Now that Congress is back in session from its summer break, items placed on the back burner will move forward again. Certainly a variety of world conflicts and the rising deficit will grab the lion's share of atttention, but on the ag scene, the country-of-origin labeling debate will return with a vengence.
Several farm-state senators say they will fight to preserve COOL. Among those leading the charge are Sens. Tom Daschle (D-S.D.) and Tim Johnson (D-S.D.), who will offer an amendment to the Agriculture Appropriations bill when it comes to the Senate floor. Remember that the U.S. House of Representatives approved language in its Agriculture Appropriations bill that prevents the implementation of COOL.
This week, the South Dakota senators released a General Accounting Office report that says many arguments being used by COOL opponents are not only misleading, but flat out wrong.
"The GAO found an inflated USDA cost estimate that has been used to justify delaying COOL, no documentation from USDA to defend its exaggerated costs, and a host of trade partners who already have a COOL program," say Johnson.
He challenged USDA to change its recordkeeping cost estimate, and provide the public with balanced information about the costs and benefits associated with COOL.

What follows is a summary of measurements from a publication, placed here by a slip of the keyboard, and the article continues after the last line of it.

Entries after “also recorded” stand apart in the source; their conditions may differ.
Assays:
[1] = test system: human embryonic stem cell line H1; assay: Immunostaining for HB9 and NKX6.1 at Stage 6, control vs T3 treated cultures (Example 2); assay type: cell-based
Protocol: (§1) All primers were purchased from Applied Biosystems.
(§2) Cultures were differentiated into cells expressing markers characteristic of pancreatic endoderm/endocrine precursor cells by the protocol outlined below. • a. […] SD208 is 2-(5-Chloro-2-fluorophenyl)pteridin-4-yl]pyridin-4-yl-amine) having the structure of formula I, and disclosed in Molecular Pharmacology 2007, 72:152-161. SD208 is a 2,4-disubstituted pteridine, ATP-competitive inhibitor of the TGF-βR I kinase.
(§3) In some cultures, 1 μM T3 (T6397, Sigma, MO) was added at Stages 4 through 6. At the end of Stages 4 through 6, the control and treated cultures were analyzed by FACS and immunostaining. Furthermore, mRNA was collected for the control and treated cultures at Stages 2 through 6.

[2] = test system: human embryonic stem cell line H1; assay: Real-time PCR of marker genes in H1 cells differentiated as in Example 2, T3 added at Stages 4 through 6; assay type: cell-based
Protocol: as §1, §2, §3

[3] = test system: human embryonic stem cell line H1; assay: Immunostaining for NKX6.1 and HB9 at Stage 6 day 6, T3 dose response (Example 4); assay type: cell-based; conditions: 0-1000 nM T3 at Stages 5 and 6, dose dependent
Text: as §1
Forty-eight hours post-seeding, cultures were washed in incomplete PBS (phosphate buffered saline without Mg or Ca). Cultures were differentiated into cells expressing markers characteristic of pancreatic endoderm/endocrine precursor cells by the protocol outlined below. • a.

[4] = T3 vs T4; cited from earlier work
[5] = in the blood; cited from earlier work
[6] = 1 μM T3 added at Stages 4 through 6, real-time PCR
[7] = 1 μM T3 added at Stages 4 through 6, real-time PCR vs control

"This law is too important to consumers and producers that is why we will offer a bipartisan amendment to preserve it. I believe that the Senate will not support the House provision to repeal COOL," says Daschle.
The amendment will instruct Senate conferees to the Agriculture Appropriations Bill to ensure that there is no language in the final bill to stop USDA from implementing mandatory COOL.
USDA has stated that a mandatory COOL law would cost $1.9 billion to implement. According to the GAO report, "USDA used assumptions that are questionable and not well supported in developing its $1.9-billion estimate."
Daschle's office also emphasizes that the GAO report also found that:
While the GAO report sheds some new and interesting light on the topic, there's plenty of finger-pointing to go around when it comes to the true pros and cons of COOL. All of this is preventing a clear perspective of the potential real-world impact from surfacing. For example, there is no "documentation to support" that COOL will benefit either the U.S. consumer or the U.S. meat industry in anyway.
|Pork magazine's COOL Special Section|